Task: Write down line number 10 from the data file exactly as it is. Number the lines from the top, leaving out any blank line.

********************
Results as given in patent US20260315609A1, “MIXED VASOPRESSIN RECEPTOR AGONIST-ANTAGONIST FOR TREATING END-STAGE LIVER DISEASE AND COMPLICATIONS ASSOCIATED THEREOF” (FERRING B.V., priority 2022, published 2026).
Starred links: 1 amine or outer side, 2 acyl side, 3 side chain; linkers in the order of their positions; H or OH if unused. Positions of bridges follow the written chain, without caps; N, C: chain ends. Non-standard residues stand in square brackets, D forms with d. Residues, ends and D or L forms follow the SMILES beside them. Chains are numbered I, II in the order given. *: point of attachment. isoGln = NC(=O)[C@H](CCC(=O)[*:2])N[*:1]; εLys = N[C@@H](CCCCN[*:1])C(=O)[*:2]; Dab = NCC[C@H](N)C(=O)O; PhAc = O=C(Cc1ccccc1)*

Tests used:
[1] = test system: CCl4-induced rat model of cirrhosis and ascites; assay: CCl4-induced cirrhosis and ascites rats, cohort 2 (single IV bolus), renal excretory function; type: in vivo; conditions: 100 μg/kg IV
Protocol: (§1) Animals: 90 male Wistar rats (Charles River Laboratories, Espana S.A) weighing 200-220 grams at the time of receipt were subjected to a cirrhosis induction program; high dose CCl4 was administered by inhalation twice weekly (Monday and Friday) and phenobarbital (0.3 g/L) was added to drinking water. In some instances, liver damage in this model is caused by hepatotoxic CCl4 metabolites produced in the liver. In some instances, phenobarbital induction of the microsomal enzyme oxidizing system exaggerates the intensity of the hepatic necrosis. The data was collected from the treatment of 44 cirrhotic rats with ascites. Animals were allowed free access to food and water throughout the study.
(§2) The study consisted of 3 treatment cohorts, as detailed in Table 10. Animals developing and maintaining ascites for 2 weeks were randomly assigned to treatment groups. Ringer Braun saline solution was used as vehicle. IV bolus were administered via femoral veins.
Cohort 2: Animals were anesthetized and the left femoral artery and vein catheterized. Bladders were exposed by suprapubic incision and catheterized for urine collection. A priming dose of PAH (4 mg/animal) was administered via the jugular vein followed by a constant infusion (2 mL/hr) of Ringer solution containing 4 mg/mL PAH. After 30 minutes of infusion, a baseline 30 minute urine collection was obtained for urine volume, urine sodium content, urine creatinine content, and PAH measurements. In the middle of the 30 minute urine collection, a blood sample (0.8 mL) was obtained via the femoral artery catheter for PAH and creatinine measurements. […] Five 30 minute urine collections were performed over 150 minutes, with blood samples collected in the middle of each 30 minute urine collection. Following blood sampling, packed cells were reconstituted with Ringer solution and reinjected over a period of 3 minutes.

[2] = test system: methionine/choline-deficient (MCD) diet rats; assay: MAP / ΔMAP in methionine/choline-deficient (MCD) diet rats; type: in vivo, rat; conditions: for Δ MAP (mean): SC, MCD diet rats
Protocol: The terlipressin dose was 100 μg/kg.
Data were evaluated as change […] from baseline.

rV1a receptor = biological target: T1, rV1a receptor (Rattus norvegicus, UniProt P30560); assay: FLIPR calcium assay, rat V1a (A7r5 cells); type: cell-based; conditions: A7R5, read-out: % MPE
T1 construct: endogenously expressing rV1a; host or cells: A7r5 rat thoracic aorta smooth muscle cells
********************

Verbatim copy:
Data were evaluated as change […] from baseline.